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Dog’s recovery due to tireless efforts of Animal Protection and volunteers

Dog’s recovery due to tireless efforts of Animal Protection and volunteers

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It was a Sunday morning in September when the phone rang. Goochland County Animal Protection was on the other end of the line, and they were headed to the VRCC emergency veterinary clinic with a severely injured mastiff. As it turned out, the dog had been shot and was facing life-threatening injuries.

She was a young dog, severely underweight, and had been caught inside a chicken pen eating live chickens. Seeing chickens getting eaten alive is a tragic scene itself, but the incident took a turn for the worse when the owner of the chickens shot the dog. The dog did not die from the shooting, but instead the buckshot pellets fractured her jaw, tore her lingual artery, penetrated her chest including one lung, and entered the abdomen.

A quick decision had to be made about the life-saving surgery needed to stop the bleeding. Goochland Pet Lovers was able to provide the funding necessary for Pearl’s treatment from its Dr. Lori L. Elliott Medical Fund. Multiple blood transfusions and staged surgeries ensued, including the installation of external fixator rods to stabilize the lower jaw fracture. The tissue destruction required a continuous suction drain.

After six days at VRCC, the mastiff was transferred to the Goochland County Animal Shelter and Adoption Center where her recovery continued. Animal Protection staff, Goochland Pet Lovers, and dedicated community volunteers helped nurse the dog back to health. She had to be hand-fed special food three times daily as she was unable to chew. She needed to be given six medications daily and twice daily have her external fixator rods cleaned, apparatus rebandaged, and drain managed.

Thankfully, this tragic story does have a happy ending. The dog, now affectionately known as Pearl, is a shelter staff favorite. She can now eat on her own and has gained over 16 pounds. With the drain removed and her medications dwindling down, Pearl is now patiently waiting for the external fixator to be removed. She has also learned valuable skills that will help make her a great pet — she knows “sit” and “down” and has learned how to go to the bathroom outside while on a leash. She absolutely loves to be tucked in to one of her big, fluffy dog beds when volunteers and staff leave the shelter. Pearl even caught the eye of a Goochland County supervisor who is looking to modify the ordinance to keep this tragedy from happening, legally, again.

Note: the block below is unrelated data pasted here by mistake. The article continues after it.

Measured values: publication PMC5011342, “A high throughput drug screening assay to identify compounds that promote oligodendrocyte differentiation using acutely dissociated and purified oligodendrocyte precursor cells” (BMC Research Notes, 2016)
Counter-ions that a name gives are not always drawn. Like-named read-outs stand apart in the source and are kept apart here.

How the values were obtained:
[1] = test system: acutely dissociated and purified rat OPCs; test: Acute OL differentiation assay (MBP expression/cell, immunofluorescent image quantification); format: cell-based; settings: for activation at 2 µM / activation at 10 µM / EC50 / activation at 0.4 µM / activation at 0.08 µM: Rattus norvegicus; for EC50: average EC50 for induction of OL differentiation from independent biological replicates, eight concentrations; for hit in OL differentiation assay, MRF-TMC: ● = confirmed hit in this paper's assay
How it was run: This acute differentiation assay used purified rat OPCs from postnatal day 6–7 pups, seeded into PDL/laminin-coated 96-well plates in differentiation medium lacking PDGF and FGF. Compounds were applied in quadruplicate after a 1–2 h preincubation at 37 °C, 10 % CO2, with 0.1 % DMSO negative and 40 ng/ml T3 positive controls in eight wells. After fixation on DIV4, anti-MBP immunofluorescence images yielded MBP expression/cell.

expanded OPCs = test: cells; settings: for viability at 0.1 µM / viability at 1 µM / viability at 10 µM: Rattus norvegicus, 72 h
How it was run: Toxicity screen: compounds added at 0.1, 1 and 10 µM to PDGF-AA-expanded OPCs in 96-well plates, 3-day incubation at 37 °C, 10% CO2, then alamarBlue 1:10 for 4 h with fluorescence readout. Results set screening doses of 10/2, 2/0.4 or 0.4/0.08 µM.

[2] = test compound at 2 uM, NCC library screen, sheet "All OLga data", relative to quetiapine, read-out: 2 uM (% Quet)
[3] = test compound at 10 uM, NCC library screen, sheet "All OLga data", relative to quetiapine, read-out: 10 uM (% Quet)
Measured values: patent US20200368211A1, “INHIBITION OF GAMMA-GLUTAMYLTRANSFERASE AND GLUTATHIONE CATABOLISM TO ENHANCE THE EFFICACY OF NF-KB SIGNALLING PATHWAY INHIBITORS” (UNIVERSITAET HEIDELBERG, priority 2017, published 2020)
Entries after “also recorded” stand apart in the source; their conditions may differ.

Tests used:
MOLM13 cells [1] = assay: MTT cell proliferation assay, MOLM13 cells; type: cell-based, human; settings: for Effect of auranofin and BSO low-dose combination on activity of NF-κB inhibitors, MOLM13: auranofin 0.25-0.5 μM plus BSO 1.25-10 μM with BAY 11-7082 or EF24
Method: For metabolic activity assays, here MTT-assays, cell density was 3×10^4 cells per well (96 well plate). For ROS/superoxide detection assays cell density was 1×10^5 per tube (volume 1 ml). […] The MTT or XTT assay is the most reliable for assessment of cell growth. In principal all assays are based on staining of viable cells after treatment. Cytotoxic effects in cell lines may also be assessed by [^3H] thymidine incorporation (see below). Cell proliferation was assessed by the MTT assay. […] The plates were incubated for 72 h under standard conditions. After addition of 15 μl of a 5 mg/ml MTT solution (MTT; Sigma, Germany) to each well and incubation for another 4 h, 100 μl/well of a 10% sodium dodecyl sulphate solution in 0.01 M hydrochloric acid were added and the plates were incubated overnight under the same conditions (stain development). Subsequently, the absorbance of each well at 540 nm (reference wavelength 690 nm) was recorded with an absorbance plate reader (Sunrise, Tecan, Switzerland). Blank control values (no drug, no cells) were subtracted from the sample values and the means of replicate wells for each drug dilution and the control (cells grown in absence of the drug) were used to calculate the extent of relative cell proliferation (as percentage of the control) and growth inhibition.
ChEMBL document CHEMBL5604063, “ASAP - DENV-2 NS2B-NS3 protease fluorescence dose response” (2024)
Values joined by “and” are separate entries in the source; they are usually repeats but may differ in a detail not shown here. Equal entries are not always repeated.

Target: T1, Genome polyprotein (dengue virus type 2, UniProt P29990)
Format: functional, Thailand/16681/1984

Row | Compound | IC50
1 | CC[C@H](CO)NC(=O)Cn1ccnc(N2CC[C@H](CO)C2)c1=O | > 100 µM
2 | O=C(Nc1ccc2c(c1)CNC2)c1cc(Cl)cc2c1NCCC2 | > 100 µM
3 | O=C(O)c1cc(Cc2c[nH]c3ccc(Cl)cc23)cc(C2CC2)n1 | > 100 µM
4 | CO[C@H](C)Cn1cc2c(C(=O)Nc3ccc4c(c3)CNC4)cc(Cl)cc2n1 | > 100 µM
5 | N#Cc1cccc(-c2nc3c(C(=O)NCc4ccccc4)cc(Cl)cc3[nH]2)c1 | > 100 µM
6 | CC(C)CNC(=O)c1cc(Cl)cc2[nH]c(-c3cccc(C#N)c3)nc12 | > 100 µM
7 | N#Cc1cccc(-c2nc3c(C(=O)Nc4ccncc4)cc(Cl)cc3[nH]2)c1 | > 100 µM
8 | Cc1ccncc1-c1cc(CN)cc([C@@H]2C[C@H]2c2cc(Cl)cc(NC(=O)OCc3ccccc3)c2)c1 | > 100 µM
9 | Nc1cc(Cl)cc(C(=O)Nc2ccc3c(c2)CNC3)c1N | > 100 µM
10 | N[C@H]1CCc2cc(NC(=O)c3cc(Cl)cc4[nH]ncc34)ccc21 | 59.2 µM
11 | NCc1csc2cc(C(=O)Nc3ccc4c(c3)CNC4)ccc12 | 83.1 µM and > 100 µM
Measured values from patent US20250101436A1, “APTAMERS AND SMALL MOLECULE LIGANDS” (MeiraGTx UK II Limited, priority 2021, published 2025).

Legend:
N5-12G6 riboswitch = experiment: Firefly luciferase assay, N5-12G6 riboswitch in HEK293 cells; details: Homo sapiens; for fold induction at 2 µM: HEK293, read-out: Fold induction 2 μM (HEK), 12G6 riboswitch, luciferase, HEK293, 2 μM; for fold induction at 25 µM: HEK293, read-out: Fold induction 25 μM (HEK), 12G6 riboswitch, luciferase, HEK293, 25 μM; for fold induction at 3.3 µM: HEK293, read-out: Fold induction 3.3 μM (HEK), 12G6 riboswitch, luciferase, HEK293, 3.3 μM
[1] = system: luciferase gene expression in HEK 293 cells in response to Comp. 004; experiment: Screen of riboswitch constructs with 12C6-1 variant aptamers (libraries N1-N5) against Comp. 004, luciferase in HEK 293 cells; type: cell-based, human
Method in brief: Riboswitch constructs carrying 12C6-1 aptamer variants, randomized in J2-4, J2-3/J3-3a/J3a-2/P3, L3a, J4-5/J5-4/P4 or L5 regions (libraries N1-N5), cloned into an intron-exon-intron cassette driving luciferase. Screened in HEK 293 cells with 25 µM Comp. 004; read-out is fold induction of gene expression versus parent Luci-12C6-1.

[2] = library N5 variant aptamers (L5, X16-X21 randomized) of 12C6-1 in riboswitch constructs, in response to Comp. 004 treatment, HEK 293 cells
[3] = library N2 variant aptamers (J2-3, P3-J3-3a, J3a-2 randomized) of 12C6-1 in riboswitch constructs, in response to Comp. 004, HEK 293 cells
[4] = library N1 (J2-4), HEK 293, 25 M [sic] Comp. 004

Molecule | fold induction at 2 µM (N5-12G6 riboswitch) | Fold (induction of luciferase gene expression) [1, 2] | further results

Soon, Pearl will be available for adoption and her “From Hungry to Home” story will have the ending she deserves.

Surely, if she could, she would want to say thank you to Goochland County Animal Protection, VRCC, Goochland Pet Lovers’ Dr. Lori L. Elliott Medical Fund, and all the volunteers who have dedicated their time and heart to helping save her life.

She would also want to tell her future owners how excited she is to meet them and fill their lives with the joy and love that only a dog can provide.


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